Local Lagers Looming

Although a big part of craft beer’s strength lies in its diversity of styles, there are certainly trends in beer lover preferences that make particular styles or groups of styles rise to the top. In recent years it’s been IPAs. IPAs are still growing 40-50% in scan data on a bigger base than ever.

But what might be the next big thing? Looking out at the beer landscape, I think we’re about to enter a new era of the local lager. Why?

1. The Market Evidence

There are already signs in the scan data of craft lagers taking off. Although amber and pale lagers didn’t stand out in scans, pilsners announced themselves in the first month of 2015 with 56% growth versus a year ago (Source: IRI Group, MULO+C, YTD through 1-25-15). It’s not hard to see why. Going booth to booth at the recent craft brewer pavilion at the National Grocers Association show, nearly every brewer had a great pilsner. Some were brands that have been around for a while, but there were plenty of new additions. Those new entries are combining with longer-term brands to create new excitement around pilsners.

2. The Capacity Equation

Lagers take more time and capacity to produce. I was talking to a brewery rep recently about their pilsner, and he commented that they loved it, but they could make four batches of IPA in the time it took to produce the pilsner. Because this brewery is growing fast enough to strain their capacity, it’s a simple business decision to make more IPA over pilsner.

Those days can’t last forever, and I think as growth inevitably slows a tad (it can’t be this fast on larger and larger bases forever), brewers are going to start thinking about what to do with their capacity and realize that lagers are a great way to use any excess capacity.

3. Beer Lover Preferences

This last piece is the most important, as ultimately, any trend in the beer market has to be built on solid beer lover demand. When looking at consumer demand trends, local lagers from craft brewers sit right in a sweet spot between sessionability and fuller flavor. This sweet spot isn’t new. When looking at the craft market over the time, there has always been a spot for fuller-flavored sessionable options, one which lagers target quite well (there’s a reason Boston Lager has been near the top of craft brands in scan data for a long time).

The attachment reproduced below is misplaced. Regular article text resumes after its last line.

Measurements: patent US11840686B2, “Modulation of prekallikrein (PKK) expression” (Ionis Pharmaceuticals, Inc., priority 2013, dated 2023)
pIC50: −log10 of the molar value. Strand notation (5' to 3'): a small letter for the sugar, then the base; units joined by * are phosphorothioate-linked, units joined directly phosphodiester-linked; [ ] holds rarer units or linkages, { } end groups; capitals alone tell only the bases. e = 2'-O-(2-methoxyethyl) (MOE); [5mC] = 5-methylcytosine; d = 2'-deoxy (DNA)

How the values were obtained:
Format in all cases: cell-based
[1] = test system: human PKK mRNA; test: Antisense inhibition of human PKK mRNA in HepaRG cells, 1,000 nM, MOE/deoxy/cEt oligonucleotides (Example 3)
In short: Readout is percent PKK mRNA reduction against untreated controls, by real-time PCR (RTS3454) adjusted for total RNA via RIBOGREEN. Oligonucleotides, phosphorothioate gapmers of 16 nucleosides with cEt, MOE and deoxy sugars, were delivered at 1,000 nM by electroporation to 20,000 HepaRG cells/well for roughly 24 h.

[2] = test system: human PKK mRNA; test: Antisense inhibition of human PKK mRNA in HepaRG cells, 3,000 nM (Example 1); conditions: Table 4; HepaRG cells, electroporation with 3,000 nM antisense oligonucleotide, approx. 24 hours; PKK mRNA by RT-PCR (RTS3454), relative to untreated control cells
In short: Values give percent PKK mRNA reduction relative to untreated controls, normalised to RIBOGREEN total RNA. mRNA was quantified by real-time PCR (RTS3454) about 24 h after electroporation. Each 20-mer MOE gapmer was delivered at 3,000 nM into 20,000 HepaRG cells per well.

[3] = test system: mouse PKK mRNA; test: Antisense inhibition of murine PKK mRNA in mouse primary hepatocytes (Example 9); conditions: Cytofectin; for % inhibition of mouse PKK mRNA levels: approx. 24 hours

I personally think this opportunity in the marketplace is expanding for a variety of reasons. First, as craft consumers have matured, many of them are looking for ways to integrate craft into more occasions. That means more sessionable options, but without giving up the fuller-flavored styles or the variety that craft lovers crave. Although session IPAs are one part of meeting this demand, brewers will certainly need to diversify options as this market expands.

Second, lagers have long dominated the American beer market. When you look down the list of top selling brands, the top-20 brands are all lagers. This isn’t new. Lager has long been the choice for a majority of beer lovers. Combine that with the increasing desire for diverse locally-produced flavors and you get demand for more local lagers in a variety of styles.

I’ll add that one reason I’m highlighting pilsner as a potential all-star in the local craft lager category is that it marries these demand trends (sessionability + lagers) with a new one: America’s love for hops. A blog post I found recently really drives this home visually, showing that pilsners are a style that can both showcase hops and malt, while bringing it home in a sessionable format. Looking at the increasing numbers of hoppy pilsners entering the market, I think a lot of brewers have the same feeling. Now it’s time to see if beer lovers agree.

Bart Watson, Chief Economist for the Brewers Association, is a stats geek, beer lover, and Certified Cicerone®. He holds a PhD from the University of California, Berkeley, where in addition to his dissertation, he completed a comprehensive survey of Bay Area brewpubs one pint at a time.

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